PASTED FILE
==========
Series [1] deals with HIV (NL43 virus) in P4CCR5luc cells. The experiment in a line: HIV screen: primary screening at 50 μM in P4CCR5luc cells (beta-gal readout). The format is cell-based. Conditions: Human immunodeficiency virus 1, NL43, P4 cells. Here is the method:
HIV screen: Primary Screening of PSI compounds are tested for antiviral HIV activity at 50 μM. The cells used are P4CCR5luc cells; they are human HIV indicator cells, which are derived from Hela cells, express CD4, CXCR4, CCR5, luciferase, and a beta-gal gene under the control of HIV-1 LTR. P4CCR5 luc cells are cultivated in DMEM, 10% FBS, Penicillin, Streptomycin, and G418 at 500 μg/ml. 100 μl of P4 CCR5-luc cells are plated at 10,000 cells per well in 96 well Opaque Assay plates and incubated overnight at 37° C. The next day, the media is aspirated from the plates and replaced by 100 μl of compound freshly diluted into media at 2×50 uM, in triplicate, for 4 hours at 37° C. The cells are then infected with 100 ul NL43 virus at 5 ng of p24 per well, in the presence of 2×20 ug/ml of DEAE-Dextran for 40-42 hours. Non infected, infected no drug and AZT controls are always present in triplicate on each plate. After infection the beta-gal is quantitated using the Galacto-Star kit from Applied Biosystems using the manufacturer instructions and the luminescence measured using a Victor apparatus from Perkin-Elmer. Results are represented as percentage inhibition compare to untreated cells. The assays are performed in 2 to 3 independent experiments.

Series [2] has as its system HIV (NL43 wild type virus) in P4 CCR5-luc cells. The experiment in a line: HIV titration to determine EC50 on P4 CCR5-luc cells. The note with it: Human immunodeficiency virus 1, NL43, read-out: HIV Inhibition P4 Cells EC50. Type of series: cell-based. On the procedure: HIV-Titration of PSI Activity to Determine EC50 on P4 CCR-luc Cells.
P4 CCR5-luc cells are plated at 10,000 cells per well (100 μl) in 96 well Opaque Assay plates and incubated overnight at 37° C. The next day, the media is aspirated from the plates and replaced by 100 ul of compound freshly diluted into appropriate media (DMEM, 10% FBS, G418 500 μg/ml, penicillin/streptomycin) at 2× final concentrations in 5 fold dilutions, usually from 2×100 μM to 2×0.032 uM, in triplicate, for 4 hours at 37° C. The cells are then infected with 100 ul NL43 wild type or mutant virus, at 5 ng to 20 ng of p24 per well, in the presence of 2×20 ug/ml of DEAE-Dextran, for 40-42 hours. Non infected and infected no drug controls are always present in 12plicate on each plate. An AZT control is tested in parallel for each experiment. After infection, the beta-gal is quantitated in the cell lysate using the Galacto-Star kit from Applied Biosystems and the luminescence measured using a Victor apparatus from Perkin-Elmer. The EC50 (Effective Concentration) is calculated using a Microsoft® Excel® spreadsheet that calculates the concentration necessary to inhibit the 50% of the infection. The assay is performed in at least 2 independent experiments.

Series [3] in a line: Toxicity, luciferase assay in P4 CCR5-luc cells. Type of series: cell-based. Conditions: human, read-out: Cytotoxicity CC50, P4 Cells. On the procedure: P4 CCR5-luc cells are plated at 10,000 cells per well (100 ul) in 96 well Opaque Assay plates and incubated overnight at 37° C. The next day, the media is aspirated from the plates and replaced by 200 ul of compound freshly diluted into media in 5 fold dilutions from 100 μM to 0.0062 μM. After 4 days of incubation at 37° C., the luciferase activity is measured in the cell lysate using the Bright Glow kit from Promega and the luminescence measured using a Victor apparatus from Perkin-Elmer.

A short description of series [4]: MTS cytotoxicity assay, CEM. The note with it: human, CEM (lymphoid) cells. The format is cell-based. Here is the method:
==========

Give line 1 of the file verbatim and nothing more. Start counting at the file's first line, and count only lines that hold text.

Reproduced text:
Series [1] deals with HIV (NL43 virus) in P4CCR5luc cells. The experiment in a line: HIV screen: primary screening at 50 μM in P4CCR5luc cells (beta-gal readout). The format is cell-based. Conditions: Human immunodeficiency virus 1, NL43, P4 cells. Here is the method: